Study finds correlation between solar activity and large earthquakes worldwide

Study finds correlation between solar activity and large earthquakes worldwide

A new study published in the Nature Scientific Reports on July 13 suggests that powerful eruptions on the Sun can trigger large earthquakes on Earth. In the paper, the authors analyzed 20 years of proton density and velocity data, as recorded by the SOHO satellite, and the worldwide seismicity in the corresponding period, as reported by the ISC-GEM catalogue. They found a clear correlation between proton density and the occurrence of large earthquakes (M > 5.6), with a time shift of one day.

The Sun may seem relatively docile, but it is constantly bombarding the solar system with energy and particles in the form of the solar wind.

Sometimes, eruptions on the Sun's surface cause coronal mass ejections that hurtle through the solar system at extremely fast rates.

The new study suggests that particles from eruptions like this may be responsible for triggering groups of powerful earthquakes.

"Large earthquakes all around the world are not evenly distributed-- there is some correlation among them," said co-author Giuseppe De Natale, research director at the National Institute of Geophysics and Volcanology in Rome, Italy.

"We have tested the hypothesis that solar activity can influence the worldwide [occurrence of earthquakes]."

Scientists noted a pattern in some massive earthquakes around the planet-- they tend to occur in groups, not randomly. This indicates that there may be some global phenomenon triggering these worldwide tremors.

To address this, researchers searched through 20 years of data on both earthquakes and solar activity-- specifically from NASA-ESA’s Solar and Heliospheric Observatory (SOHO) satellite-- seeking any probable correlations. 

solar-flare-july-15-2020

Image credit: NASA/SDO

SOHO, located about 1.45 million km (900 000 miles) from our planet, monitors the Sun, which helps scientists track how much solar material strikes the Earth.

By comparing the ISC-GEM Global Instrumental Earthquake Catalogue-- a historical record of powerful tremors-- to SOHO data, the researchers noticed more strong earthquakes happened when the number and velocities of incoming solar protons increased.

When protons from the Sun peaked, there was also a spike in earthquakes above M5.6 for the next 24 hours.

"This statistical test of the hypothesis is very significant," said De Natale. "The probability that it's just by chance that we observe this, is very, very low-- less than 1 in 100 000."

After noticing there was a correlation between solar proton flux and strong earthquakes, the researchers went on to propose a mechanism called the reverse piezoelectric effect.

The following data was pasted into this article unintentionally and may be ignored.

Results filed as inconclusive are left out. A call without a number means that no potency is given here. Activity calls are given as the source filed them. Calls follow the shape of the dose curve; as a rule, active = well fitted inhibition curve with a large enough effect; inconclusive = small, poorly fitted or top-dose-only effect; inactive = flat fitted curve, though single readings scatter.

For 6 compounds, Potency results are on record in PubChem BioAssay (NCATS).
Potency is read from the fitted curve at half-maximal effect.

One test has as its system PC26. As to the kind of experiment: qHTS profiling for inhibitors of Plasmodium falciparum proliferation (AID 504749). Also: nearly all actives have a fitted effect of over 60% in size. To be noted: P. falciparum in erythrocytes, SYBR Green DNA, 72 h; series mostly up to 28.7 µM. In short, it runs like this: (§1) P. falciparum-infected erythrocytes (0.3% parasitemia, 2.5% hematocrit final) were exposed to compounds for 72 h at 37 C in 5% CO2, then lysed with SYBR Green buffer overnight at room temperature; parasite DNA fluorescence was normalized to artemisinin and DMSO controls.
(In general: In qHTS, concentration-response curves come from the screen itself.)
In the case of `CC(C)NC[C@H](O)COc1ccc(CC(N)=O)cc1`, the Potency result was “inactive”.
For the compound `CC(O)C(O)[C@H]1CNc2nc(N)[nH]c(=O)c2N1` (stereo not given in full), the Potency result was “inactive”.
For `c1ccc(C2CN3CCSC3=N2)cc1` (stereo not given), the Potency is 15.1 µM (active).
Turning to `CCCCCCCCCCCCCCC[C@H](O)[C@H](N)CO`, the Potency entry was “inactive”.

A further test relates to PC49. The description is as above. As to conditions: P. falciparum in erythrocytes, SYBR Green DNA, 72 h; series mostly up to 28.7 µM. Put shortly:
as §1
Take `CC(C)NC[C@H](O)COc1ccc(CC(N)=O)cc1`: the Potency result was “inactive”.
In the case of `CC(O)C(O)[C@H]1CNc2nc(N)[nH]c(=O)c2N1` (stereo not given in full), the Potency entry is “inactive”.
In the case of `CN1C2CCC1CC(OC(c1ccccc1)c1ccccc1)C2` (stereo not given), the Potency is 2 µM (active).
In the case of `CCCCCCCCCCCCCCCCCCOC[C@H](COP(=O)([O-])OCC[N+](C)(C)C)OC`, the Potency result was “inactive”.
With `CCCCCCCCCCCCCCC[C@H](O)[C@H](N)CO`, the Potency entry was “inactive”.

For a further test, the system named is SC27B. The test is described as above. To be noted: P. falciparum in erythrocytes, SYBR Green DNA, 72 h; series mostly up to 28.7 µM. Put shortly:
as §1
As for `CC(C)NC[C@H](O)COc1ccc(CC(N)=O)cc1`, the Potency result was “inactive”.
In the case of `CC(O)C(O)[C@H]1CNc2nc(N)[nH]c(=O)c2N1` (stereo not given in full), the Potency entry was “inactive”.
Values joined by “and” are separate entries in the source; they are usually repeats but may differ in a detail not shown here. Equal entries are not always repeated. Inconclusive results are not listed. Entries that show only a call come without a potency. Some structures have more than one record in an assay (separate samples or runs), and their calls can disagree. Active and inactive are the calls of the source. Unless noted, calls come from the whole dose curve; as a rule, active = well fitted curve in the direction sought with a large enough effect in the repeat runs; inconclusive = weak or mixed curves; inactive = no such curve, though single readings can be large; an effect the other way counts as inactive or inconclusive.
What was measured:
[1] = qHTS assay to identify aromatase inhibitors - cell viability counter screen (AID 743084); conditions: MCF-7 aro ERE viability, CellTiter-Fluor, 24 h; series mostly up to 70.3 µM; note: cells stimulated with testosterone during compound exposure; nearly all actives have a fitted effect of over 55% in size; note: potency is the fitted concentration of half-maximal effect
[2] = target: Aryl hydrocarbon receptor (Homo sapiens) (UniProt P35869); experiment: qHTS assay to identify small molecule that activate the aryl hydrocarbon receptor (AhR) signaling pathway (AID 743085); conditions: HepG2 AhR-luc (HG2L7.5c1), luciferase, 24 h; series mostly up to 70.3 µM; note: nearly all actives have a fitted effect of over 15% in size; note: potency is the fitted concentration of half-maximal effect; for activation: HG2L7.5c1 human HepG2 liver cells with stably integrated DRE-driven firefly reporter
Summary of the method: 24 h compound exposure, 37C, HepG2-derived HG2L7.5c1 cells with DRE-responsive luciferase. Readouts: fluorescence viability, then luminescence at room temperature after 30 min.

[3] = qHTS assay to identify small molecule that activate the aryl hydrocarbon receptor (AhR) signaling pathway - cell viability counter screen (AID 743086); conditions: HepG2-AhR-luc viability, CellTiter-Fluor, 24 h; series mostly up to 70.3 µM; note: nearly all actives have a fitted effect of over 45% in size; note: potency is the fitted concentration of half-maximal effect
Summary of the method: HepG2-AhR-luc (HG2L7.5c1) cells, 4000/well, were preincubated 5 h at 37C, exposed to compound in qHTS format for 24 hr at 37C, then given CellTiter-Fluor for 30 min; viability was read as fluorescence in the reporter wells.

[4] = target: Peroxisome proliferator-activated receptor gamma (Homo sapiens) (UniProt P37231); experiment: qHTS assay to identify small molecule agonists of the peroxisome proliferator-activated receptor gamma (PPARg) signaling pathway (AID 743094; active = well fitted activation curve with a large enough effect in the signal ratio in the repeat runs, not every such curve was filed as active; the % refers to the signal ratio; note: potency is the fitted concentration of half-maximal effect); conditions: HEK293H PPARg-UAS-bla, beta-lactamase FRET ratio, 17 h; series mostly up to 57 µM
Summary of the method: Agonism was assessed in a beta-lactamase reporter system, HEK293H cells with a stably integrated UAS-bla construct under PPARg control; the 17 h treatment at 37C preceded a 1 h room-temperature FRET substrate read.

Compressing quartz rock, something common in the Earth's crust, can produce electrical pulse through a process called the piezoelectric effect. The researchers think that such small pulses could destabilize faults that are nearing rupture, triggering earthquakes. Signals from electromagnetic evens, such as earthquake lightning and radio waves, have been recorded occurring alongside quakes in the past. 

Some scientists think these events are caused by the quakes themselves, but other studies have spotted strong electromagnetic anomalies before huge earthquakes and not after, so the exact nature of the correlation of earthquakes and electromagnetic fields is still debated.

Meanwhile, this new explanation suggests that electromagnetic anomalies are not the result of earthquakes, but cause them instead. As positively charged protons from the Sun hit the Earth's magnetic bubble, they generate electromagnetic currents that propagate across the world. Pulses created by these currents go on to deform quartz in the crust, ultimately triggering earthquakes.

Reference

"On the correlation between solar activity and large earthquakes worldwide" - Marchitelli, V. et al. - Scientific Reports - https://doi.org/10.1038/s41598-020-67860-3 - OPEN ACCESS

Abstract

Large earthquakes occurring worldwide have long been recognized to be non Poisson distributed, so involving some large scale correlation mechanism, which could be internal or external to the Earth. Till now, no statistically significant correlation of the global seismicity with one of the possible mechanisms has been demonstrated yet. In this paper, we analyze 20 years of proton density and velocity data, as recorded by the SOHO satellite, and the worldwide seismicity in the corresponding period, as reported by the ISC-GEM catalogue. We found clear correlation between proton density and the occurrence of large earthquakes (M > 5.6), with a time shift of one day. The significance of such correlation is very high, with probability to be wrong lower than 10–5. The correlation increases with the magnitude threshold of the seismic catalogue. A tentative model explaining such a correlation is also proposed, in terms of the reverse piezoelectric effect induced by the applied electric field related to the proton density. This result opens new perspectives in seismological interpretations, as well as in earthquake forecast.

Featured image credit: NASA/SDO

Comments

Melanie 2 months ago

I observed nature, and have seen that both earthquakes and solar flares are related to what humans do on Earth. Look at the flowers of the eucalyptus trees, look like star bursts, the citradoras I have observed when removed correlate with Hugh flares. When mature pines removed near me An earthquake occurred at California navel base. Care of trees have a significant role in the stability of the Earth and the Sun as well as other Stars.

Bodie 4 months ago

And here I thought Liberals only argued gender pronouns and Russian collusion....

arlette miron 4 months ago

and during solar maximums I noticed that strong eruptions also affect people too. people's nerves are on edge, or they are very distracted,

Jim Buenrostro 4 months ago

It is possible that seismic activity (both solar and terrestrial) is caused by an outside force. This hypothesis has been presented at < www.ChronoForce.net >. Read the hypothesis for the basics then read the Q&A for the backup observations.

Greg Miller (@Jim Buenrostro) 4 months ago